Archive for November 15th, 2010

November 15, 2010

Let cruelty end, and let it end first with me….

by Rod Smith

“It blows me away to see those who have strayed and used the ‘bad marriage’ moniker to rationalize their actions of divorce. What kind of moral callousness flows through another human being’s blood to actually want to put someone else through such tortuous pain? Granted, there are those marriages that deserve to go, those involving physical abuse and other demeaning actions that dehumanize the spouse, but for those who simply drifted apart and decided to leave for the guy/girl down the street without trying to get something back…I have no respect for you. Yours was a marriage meant to survive…you just gave up, demonized/devalued your spouse to the point where you could justify your actions, and put him/her through a living hell. It probably felt right at the time, but faith, understanding, and a little counseling could have saved a marriage.” (Edited)

It is counter-intuitive, I know......

Let it end with me...

Of course, reader, you are correct. Our first line of action is to salvage, to repair, and to find reconciliation. As your letter points out, sometimes this is not possible.

Like you, I am taken aback at the couples who now cannot tolerate breathing the same air as someone to whom they once swore undying love. Let all cruelty end – and let it end with me.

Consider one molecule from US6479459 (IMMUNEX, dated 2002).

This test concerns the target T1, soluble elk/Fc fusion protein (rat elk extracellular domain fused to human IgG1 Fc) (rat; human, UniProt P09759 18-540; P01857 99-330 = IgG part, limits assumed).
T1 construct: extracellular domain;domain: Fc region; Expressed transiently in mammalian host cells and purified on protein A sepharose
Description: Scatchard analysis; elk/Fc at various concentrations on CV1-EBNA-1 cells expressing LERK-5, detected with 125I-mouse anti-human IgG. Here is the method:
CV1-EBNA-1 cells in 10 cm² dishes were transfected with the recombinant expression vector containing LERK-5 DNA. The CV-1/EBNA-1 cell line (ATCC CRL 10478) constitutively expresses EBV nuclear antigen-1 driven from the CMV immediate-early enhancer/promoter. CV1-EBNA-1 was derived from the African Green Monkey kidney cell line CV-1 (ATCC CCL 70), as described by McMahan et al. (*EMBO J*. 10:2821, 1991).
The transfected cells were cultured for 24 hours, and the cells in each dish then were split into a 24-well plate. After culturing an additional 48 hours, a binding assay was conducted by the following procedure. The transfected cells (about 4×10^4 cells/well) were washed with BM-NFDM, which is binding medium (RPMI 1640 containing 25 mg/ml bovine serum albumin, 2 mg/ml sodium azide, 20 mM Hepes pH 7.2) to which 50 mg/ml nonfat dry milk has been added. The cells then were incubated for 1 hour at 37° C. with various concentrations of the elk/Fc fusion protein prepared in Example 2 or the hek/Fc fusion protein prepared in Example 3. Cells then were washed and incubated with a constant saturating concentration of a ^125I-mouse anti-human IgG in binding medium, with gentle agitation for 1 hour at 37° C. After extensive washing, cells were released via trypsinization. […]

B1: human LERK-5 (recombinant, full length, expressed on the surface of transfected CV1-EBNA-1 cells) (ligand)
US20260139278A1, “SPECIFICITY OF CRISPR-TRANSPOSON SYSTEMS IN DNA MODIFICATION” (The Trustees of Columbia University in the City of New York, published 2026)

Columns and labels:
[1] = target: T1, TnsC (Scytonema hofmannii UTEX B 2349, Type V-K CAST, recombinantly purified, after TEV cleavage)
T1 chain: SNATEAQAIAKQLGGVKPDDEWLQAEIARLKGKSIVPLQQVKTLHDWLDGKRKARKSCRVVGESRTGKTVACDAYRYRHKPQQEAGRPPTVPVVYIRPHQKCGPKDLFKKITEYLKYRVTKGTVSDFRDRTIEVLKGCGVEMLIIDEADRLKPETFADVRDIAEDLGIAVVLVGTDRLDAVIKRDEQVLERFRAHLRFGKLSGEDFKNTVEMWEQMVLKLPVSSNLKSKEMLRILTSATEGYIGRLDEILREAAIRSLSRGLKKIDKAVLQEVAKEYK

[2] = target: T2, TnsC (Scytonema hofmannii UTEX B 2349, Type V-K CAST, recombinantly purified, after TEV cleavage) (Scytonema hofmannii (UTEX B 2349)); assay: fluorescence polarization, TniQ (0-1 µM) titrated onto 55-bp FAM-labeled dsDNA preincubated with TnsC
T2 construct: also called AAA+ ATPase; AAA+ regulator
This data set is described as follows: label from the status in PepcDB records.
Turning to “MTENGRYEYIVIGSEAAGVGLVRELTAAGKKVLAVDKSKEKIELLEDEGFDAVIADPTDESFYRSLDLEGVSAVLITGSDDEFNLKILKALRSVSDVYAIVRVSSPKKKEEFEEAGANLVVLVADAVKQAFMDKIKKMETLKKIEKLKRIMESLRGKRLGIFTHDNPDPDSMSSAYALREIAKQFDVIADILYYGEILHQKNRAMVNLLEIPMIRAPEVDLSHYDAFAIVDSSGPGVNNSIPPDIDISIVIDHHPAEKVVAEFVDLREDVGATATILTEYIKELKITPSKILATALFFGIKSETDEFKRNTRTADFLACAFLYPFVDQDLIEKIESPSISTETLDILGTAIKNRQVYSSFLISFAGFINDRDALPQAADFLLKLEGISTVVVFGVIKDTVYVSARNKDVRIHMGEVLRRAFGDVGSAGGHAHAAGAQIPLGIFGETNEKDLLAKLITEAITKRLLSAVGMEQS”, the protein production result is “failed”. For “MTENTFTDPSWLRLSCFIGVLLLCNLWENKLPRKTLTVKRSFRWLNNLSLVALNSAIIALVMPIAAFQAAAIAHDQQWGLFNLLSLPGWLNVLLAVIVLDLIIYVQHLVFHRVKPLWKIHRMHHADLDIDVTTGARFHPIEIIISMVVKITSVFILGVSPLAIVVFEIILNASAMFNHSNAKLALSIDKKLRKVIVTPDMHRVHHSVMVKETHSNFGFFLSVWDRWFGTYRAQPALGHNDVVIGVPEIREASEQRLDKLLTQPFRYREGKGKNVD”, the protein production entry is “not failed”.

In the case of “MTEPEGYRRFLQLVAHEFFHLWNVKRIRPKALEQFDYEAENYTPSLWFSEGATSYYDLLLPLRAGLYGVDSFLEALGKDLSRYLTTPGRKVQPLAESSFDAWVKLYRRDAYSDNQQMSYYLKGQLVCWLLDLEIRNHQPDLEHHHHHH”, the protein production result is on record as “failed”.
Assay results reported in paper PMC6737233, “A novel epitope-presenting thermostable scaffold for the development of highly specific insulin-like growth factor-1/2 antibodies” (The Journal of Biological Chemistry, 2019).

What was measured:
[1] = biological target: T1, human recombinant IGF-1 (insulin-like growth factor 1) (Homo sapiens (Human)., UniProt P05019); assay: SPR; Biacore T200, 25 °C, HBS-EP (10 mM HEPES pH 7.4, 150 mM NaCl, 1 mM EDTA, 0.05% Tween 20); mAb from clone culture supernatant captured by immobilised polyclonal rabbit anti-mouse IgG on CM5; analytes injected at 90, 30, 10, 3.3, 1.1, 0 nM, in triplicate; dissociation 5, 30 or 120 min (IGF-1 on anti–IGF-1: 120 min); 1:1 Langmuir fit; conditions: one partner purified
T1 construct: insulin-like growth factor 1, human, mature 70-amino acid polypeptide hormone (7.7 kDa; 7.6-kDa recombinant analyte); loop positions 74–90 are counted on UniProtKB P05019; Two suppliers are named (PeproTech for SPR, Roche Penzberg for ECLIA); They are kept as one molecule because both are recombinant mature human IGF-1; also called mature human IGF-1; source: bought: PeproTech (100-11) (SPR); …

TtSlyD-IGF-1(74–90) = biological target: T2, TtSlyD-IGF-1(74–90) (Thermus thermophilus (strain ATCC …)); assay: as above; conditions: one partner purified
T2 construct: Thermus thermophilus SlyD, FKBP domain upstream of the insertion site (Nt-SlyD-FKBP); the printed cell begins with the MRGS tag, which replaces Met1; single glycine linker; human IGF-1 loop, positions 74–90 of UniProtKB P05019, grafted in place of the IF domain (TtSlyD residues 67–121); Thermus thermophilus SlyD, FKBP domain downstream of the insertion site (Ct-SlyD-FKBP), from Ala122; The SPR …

November 15, 2010

Emotional process….

by Rod Smith

Have you ever wondered why a gathering if supportive mothers, or the church committee you are on, or your annual family gathering can become so intense and complicated – and become a minefield of human conflict and emotion?

Every person is a unique, deep well of thought, feelings, conflicts, memories, ambitions, and motives. Many well-meaning persons, like the people on that team with you, have hidden scores to settle (sometimes even hidden from themselves).

When people get together, bringing equally unique, deep and complex issues together, things can begin to be intense. This is especially true when people “unite” for a cause.

It is these very complications, these undercurrents that can offer insight into the emotional processes of any group or community for the person looking to be helpful.

Developing an eye (an ear, a feel) for emotional process among people, and allowing what you see to help you grow and behave in an adult manner will help you negotiate the best possible outcome for everyone, especially when things become messy.

Listen for what is unsaid in groups, look for the push and the pull, listen to the “meetings before the meeting,” to identify something of the group’s emotional process.

Listening, watching, will help you garner useful keys to helping groups and individuals make wiser and more helpful choices than simply (only) reacting to the reactivity within self and others.